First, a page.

The Treaty of Paris was formally signed on September 3rd, 1783 in Paris by representatives of the United States of America and King George III of Britain. It ended the war between America and Britain and recognized American independence and sovereignty.
Talks of peace negotiation began in April 1782 with the American victory at Yorktown, Virginia. This was a decisive and key victory for the Continental Army led by General George Washington and the French Army led by Comte de Rochambeau.
These preliminary negotiations were conducted behind France’s back as America and France had signed The Treaty of Alliance which stated that before either country embarked in any peace negotiations with Britain, they had to reach a mutual agreement. Consequently, America violated that clause of the Alliance and French minister Vergennes had to agree to separate negotiations as long as they were signed on the same day and did not conflict with one another.
The preliminary articles of the Treaty of Paris were signed on November 30, 1782. America was represented by John Adams, Benjamin Franklin, John Jay and Henry Laurens. Britain was represented by Richard Oswald and David Hartle. France signed preliminary articles in January 1783.
The final treaty was signed on September 3, 1783 in the Hotel d’York located on 56 Rue Jacob. On the same day France, Spain and Netherlands signed separate agreements with Britain. These separate peace treaties between supporters of America and Great Britain is known as The Peace of Paris.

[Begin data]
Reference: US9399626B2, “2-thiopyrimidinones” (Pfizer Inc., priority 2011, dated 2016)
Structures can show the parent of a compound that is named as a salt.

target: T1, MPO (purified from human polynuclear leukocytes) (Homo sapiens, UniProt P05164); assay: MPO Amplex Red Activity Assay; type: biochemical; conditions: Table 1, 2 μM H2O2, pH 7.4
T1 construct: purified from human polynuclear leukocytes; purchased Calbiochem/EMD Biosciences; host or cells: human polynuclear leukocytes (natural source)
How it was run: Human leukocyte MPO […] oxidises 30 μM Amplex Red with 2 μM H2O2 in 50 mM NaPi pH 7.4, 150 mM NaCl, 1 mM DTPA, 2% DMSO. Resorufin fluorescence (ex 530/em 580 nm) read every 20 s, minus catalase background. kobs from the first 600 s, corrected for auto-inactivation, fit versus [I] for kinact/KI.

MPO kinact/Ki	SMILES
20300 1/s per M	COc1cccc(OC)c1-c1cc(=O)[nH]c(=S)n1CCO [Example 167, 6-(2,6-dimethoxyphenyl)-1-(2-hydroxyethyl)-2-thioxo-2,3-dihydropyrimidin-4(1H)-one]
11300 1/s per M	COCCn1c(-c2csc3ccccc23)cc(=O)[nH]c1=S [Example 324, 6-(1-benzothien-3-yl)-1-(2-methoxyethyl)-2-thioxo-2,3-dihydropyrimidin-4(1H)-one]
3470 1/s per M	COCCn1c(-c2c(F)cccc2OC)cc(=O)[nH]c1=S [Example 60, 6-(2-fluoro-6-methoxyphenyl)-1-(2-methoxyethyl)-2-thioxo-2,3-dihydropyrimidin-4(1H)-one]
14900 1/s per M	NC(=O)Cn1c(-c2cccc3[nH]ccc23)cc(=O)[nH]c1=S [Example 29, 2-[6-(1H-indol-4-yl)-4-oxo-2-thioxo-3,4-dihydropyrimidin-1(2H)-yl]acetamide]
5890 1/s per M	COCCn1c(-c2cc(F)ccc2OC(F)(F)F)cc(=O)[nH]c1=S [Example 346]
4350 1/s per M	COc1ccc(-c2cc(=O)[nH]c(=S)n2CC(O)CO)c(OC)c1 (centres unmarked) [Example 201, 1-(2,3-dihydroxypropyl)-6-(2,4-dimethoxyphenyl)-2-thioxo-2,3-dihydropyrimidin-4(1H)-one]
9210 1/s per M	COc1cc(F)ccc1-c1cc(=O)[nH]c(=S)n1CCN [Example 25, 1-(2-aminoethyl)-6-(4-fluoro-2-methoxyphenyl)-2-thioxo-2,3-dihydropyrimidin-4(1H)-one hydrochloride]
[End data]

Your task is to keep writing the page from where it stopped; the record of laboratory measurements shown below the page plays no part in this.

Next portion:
The American Continental Congress ratified the Treaty on January 14, 1784, France in March 1784 and Britain in April of the same year. The ratified versions were exchanged in Paris on May 12, 1784.
Summary of the articles of the Treaty of Paris
- Britain acknowledged the United States to be free, sovereign and independent states with the British Crown, heirs and successors relinquishing claim to government, property and territorial rights.
- Established geographical boundaries between the United States and British North America.
- Granted fishing rights to United States fishermen in the Grand Banks of the coast of Newfoundland and Gulf of St Lawrence.
- Past debts to be paid by creditors on either side.
- Congress will recommend to states legislatures to recognize ownership of confiscated land and proved restitution.
- United States will prevent future confiscation of loyalist property.
- Prisoners of war are to be released.
- Britain and United States to be given perpetual access to the Mississippi River.
- Territories captured by America after the treaty will be returned with out compensation.
- Ratification is to occur within 6 months from its signing.